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One juror deeply believed Amy Senser

Up until the very end, at least one juror believed Amy Senser's version of what happened the night she struck and killed a man in a hit-and-run crash on a Minneapolis freeway ramp, according to interviews with some of the jurors, the Pioneer Press reports.
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As jury deliberations got under way in the case of Amy Senser, a handful of jurors believed her story that she didn't know she'd hit Anousone Phanthavong of Roseville on a dark Minneapolis freeway ramp, and that's why she didn't stop after the crash last August, the Pioneer Press reports in a behind-the-scenes look inside the jury room.

But as deliberations continued more than 18 hours over three days, all but one changed their minds and believed she knew she'd hit something, the Pioneer Press says. The newspaper also explains how the jurors came to take the unusual move of sending the judge a note that said they thought Senser believed she hit a car and not Phanthavong. Not all jurors supported that action, the Pioneer Press says.

Senser was sentenced Monday to 41 months in prison. On Tuesday her 28-year-old stepdaughter Brittani Senser in an interview with ABC said she was saddened by the verdict. But Brittani Senser, who testified against her stepmother, seemed to suggest that the sentencing was fair given the crime. The Star Tribune has more.

Here's the interview with "Good Morning America:"

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Deliberations resume in Amy Senser case

Jurors recessed Tuesday night after more than four hours of deliberating without reaching a verdict in Amy Senser's vehicular homicide case. The jury resumed deliberations Wednesday morning. The twelve men and women are deciding whether the wife of former Viking Joe Senser knew she hit a person on a Minneapolis freeway exist ramp last August. The jurors are being sequestered until they reach a verdict.

Amy Senser's attorney subpoenas TV station for interviews with jurors

The subpoena demands KARE 11 to turn over "raw audio and video footage of interviews with jurors" after a verdict was reached in the fatal hit-and-run trial. Senser was convicted of criminal vehicular homicide and her attorney is working on an appeal. She will be sentenced July 9.

Amy Senser's hit-and-run case goes to the jury

Deliberations are underway in her criminal vehicular homicide trial. The defense rested its case Tuesday morning and each side delivered their closing arguments. Twelve men and women will now decide whether Amy Senser knew she hit a person on a Minneapolis freeway exist ramp last August. The jury will be sequestered until a verdict is reached.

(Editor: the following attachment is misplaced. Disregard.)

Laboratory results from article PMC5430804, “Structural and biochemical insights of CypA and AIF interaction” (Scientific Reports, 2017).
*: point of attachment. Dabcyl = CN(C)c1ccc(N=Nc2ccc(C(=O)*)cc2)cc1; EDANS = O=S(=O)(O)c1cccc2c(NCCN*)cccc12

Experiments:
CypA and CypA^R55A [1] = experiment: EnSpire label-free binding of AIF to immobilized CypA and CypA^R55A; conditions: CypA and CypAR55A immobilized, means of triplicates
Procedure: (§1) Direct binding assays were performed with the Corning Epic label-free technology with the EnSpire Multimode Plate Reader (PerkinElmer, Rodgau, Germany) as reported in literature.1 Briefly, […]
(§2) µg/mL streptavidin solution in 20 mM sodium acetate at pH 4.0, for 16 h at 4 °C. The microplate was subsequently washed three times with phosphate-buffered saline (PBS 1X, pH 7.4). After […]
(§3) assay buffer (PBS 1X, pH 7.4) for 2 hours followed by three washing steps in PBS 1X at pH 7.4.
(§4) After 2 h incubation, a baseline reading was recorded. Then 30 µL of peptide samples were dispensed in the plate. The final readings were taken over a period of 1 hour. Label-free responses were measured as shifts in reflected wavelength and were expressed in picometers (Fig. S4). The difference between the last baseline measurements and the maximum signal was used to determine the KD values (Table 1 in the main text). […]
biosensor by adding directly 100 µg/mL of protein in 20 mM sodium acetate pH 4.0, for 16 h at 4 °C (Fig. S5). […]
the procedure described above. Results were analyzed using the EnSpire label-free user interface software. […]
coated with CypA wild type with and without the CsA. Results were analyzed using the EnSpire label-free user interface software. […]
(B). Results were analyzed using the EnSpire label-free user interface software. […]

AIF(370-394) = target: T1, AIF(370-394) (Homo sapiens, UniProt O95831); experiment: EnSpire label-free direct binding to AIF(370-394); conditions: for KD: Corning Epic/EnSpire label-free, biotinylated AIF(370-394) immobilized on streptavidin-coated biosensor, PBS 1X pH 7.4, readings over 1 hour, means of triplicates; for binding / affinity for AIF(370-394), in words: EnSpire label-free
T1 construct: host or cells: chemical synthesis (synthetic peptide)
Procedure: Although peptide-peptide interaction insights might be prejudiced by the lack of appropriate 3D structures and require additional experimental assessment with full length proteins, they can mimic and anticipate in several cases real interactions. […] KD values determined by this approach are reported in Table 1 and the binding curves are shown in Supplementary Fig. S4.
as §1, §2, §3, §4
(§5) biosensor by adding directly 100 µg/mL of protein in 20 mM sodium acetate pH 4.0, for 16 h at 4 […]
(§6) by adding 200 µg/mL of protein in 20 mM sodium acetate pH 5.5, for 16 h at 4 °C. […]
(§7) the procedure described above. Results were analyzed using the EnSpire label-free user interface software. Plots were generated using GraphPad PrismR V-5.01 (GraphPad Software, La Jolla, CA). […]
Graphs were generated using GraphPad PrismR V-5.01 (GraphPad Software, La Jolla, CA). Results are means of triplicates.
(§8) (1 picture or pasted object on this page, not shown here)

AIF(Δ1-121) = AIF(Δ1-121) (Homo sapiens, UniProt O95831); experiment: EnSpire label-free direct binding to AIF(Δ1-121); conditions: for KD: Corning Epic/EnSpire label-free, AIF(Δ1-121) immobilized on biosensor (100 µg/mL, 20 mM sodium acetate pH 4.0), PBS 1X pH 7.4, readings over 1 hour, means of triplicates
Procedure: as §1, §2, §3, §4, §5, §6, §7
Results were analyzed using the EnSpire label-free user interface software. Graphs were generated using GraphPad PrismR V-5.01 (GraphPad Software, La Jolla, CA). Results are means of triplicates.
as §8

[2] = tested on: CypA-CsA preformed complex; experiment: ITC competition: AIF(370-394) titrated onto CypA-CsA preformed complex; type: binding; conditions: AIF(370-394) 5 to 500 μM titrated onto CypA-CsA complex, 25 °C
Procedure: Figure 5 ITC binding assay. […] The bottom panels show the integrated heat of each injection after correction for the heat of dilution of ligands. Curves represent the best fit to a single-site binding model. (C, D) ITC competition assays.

Amy Senser's stepdaughter: 'She's there because of the crime she committed'

In an interview with ABC, the 28-year-old stepdaughter of Amy Senser said the case against her stepmother has been "heart-breaking." She said it has been difficult for both her family and the family of the man Amy Senser was convicted of hitting and killing on a freeway ramp. Brittani Senser also said she did not "force" her stepmother to take responsibility for the crime.

Prosecution rests in Amy Senser's vehicular homicide trial

Prosecutors called two dozen people to the witness stand this week before handing the case over to Amy Senser's defense team Friday afternoon. KSTP reports Senser is expected to take the stand Monday and the jury could begin deliberations by Tuesday. Before adjourning for the weekend, the judge warned jurors he plans to sequester them once deliberations begin.

Amy Senser jury heading into third day of deliberations

Jurors are considering three felony charges of criminal vehicular homicide against Amy Senser. There's also a misdemeanor charge of careless driving. A key point of contention is whether Senser knew she had struck a person on a highway exit ramp in Minneapolis last August.

Amy Senser trial opens; stepdaughter to testify for prosecution

Amy Senser will testify in her own defense at her vehicular homicide trial. Her stepdaughter, though, will testify for the prosecution. In opening arguments, a prosecutor said the stepdaughter - worried that she was becoming a suspect - demanded that Amy Senser tell authorities who was driving the SUV that struck and killed a man on an I-94 exit ramp last summer. Amy Senser says she was unaware her vehicle had hit the man.

Prison or Probation? Amy Senser to learn punishment Monday

Amy Senser will be sentenced Monday morning in a hit-and-run accident that killed a Roseville man last August on a freeway exit ramp in Minneapolis. In May, a jury convicted the wife of former Minnesota Viking Joe Senser of two felony counts of criminal vehicular homicide. Prosecutors want the judge to send Senser to prison for nearly five years. Her defense attorney has asked for probation.